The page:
Over the last several years, a number of studies have indicated that exposure to antidepressants near the time of delivery may be associated with poor neonatal outcomes. A recent prospective study from Dubnov-Raz and colleagues published in the journal Pediatrics found an association between QTc interval prolongation in neonates and antenatal exposure to selective serotonin reuptake inhibitor (SSRI) antidepressants.  The QT interval is a measurement of the heart’s electrical cycle from ventricular depolarization to the end of ventricular polarization.  It is determined from an electrocardiogram (ECG) and is corrected for heart rate.

Given reports of SSRI-induced QT prolongation in adults (typically seen in cases of overdose), Dubnov-Raz and colleagues set out to investigate the effects of maternal SSRI use in pregnancy and to investigate the possibility of neonatal QT prolongation.  The sample was obtained from the Rabin Medical Center in Israel where all newborns of mothers exposed to psychoactive or cardiovascular medications in utero typically undergo a thorough physical exam, routine serum biochemistry, and 12-lead electrocardiography (ECG) within the first days of life.

Included in the study were healthy infants with a gestational age of at least 35 weeks and Apgar scores greater than 7, born to healthy mothers on no other chronic medications during pregnancy and with no family history of long QT syndrome.  Neonates with evidence of hypoxia or abnormal electrolytes, also common causes of QT prolongation, were excluded.  52 newborns exposed to SSRI antidepressants in the immediate antepartum period were compared to 52 matched control subjects.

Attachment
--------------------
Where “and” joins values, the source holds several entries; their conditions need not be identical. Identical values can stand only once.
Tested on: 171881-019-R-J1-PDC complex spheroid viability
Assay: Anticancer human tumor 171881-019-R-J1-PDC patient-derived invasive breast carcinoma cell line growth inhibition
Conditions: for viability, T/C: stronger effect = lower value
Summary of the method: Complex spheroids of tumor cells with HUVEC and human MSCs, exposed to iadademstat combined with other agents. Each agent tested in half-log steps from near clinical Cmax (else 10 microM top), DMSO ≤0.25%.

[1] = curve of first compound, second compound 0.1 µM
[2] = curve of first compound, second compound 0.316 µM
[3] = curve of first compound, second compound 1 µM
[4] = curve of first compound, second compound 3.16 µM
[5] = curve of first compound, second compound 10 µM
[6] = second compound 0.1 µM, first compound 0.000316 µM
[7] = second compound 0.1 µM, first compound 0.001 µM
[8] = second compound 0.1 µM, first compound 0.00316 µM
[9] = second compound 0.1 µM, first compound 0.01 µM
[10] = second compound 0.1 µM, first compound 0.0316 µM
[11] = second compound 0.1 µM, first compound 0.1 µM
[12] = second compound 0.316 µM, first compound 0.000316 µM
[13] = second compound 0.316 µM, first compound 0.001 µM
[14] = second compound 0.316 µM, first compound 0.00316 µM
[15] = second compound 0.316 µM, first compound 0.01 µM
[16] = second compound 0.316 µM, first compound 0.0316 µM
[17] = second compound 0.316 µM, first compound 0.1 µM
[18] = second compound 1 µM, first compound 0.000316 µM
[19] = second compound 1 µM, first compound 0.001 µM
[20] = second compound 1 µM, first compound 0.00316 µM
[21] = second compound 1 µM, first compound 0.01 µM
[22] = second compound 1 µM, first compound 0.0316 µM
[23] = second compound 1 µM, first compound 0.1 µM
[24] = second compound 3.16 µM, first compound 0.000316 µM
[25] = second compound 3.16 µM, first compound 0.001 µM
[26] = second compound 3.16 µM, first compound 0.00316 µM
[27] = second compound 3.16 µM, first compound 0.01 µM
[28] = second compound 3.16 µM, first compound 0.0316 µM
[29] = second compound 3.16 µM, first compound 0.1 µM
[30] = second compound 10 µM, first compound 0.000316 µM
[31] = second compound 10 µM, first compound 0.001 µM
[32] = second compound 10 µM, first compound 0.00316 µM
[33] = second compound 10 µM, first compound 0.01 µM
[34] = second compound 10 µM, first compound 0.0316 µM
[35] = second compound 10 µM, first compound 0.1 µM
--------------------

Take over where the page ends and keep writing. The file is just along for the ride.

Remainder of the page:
In this study, a prolonged QTc was defined as an interval of greater than 460 milliseconds.  While the SSRI-exposed group had a mean QTc which was significantly longer compared to the control subjects, the mean QTc was not considered to be prolonged (409 +/- 42 vs. 392 +/-29 ms).  However, 10% of the SSRI-exposed neonates (5 newborns) did have a prolonged QTc interval (range: 462-543 ms) compared to none of the infants in the control group.  In follow-up ECGs all 5 newborns had normalization of their QTc intervals.

These data suggest that exposure to SSRIs may be associated with a transient increase in QTc interval in some neonates.  The clinical relevance of these findings, however, remains unclear.  Reassuringly, none of the infants with prolonged QTc experienced any adverse events.  While the authors do not suggest that this data should be used to restrict SSRI use during pregnancy, they do suggest that screening ECGs may be considered in newborns exposed to SSRI antidepressants.

April Hirschberg, MD

Dubnov-Raz, et al. Antenatal Use of Selective Serotonin-Reuptake Inhibitors and QT Interval Prolongation in Newborns. Pediatrics 2008; 122: e710-e715.

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